Bank Exams English Notes 2019 | Govt Exams English Notes

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Bank Exams English Notes 2019

Study Notes are really essential and effective while preparing for any competitive exam. We all have been making and studying through study notes since our childhood. It’s one of the most important steps of preparation and a very effective tool for last minute revision. Your mind collects data of random details in the form of keywords and memory maps visualized during preparation. Jotting down main phrases & keywords, making memory maps and highlighting important facts help one speed up the learning process.  

RULES OF CONJUNCTION
A conjunction is a word which merely joins together sentences or clauses and sometimes words.
1. That is a beautiful place and I have been there.
2. That is the beautiful place where I have been to.
Classes of Conjunctions:
Conjunctions are divided into two classes: 
1) Co-ordinating and 
2) Sub-ordinating.
1. Co-ordinating conjunction :
It joins together clauses of equal ranks. For eg. He is slow, but he is sure.
2. Sub-ordinating conjunction : It joins together clauses in which one is dependent on the other. For eg. Since you wish to excel in life, you must learn English.
Some rules to be kept in mind:

Rule 1: Scarcely should be followed by when, not by than.
Example: Scarcely had he arrived when he had to leave again.
Rule 2: No sooner is followed by than, not by but.
Example: No sooner had we reached the station than the train left.
Note : “No sooner A … than B” is very similar to “Scarcely A… when B” and has almost the same meaning.
Rule 3: Do not use seldom or ever in place of seldom or never.
Example: The national network seldom or never telecasts good programmes.
Rule 4: Correlative conjunctions should be followed by the same part of speech.
Example: He agreed neither to my proposal nor to his.
Rule 5: Neither is followed by nor, not by or.
Example: The phone neither went dead nor worked properly.

Rule 6: Scarcely should be followed by when, not by than.
Example: Scarcely had he arrived when he had to leave again.
Rule 7: The conjunction that is not used before
i) a sentence in direct narration.
ii) an interrogative adverb or interrogative pronoun in the indirect narration.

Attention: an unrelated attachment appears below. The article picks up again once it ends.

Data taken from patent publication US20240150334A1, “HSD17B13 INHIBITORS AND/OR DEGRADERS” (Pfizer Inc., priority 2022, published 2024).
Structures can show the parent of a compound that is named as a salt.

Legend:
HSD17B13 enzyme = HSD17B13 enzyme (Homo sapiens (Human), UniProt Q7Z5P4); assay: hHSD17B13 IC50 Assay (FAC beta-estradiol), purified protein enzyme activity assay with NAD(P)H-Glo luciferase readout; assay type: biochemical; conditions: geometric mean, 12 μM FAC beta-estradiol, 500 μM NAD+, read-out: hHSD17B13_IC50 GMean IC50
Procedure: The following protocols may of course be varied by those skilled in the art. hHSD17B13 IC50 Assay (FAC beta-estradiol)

Example: He said, “It is none of my business.”
Example: He asked me which was the way to the station.
Rule 8: The conjunction “unless” denotes condition whereas “until” denotes time.
Example: Unless you work hard, you will not succeed.
Note : “Unless” and “Until” are negative words. There should be no use of “not” “nothing”, “never” with unless and until.
Rule 9: Although goes with yet or a comma (,) in the other clause.
Example: Although Manohar is hardworking, yet he does not get a job.
Note : Though/Although is used with contradictory sentences (sentences expressing opposite views).
Example: Though she was sick, she attended the party.
Rule 10: The correlative conjunctions indeed… but are used to emphasis the contrast between the first and the second parts of the statement.
Example: I am indeed happy with my school that it produces famous men.
Rule 11: In a “not only … but also … “sentence, the verb should agree with the noun or pronoun mentioned second, that is, the one after but also because this is the part being emphasised.
Example: Not only the students but also the teacher was responsible for what happened in the class.
Rule 12: Nothing else should be followed by but, not by than.
Example: Mr Bureaucrat! This is nothing else but red-tapism.
Rule 13: Not only … but also always comes before the same part of speech.
Example: They gave me not only standing ovation but also a cash prize of `1000.
Rule 14: The conjunction “lest” is followed by “should”.
Example: Work hard lest you should fail.
Note: “Lest” is a negative word. There should be no use of “not”, “nothing”, “never”, “no” with lest”.
Example: Word hard lest you should fail.

Rule 15: The conjunction so—as is used for comparison in a negative sentence whereas—as is used in a positive or affirmative sentence
Example: He is not so tall as his brother.

Rule 16: Such…as is used to denote a category whereas such…that emphasises the degree of something by mentioning its consequence.
Example: Each member of the alliance agrees to take such action that it deems necessary.

Rule 17: The conjunction, “both” is followed by “and” and not by “as well as” or “along with”.
Example: Both the boys and the girls were absent.

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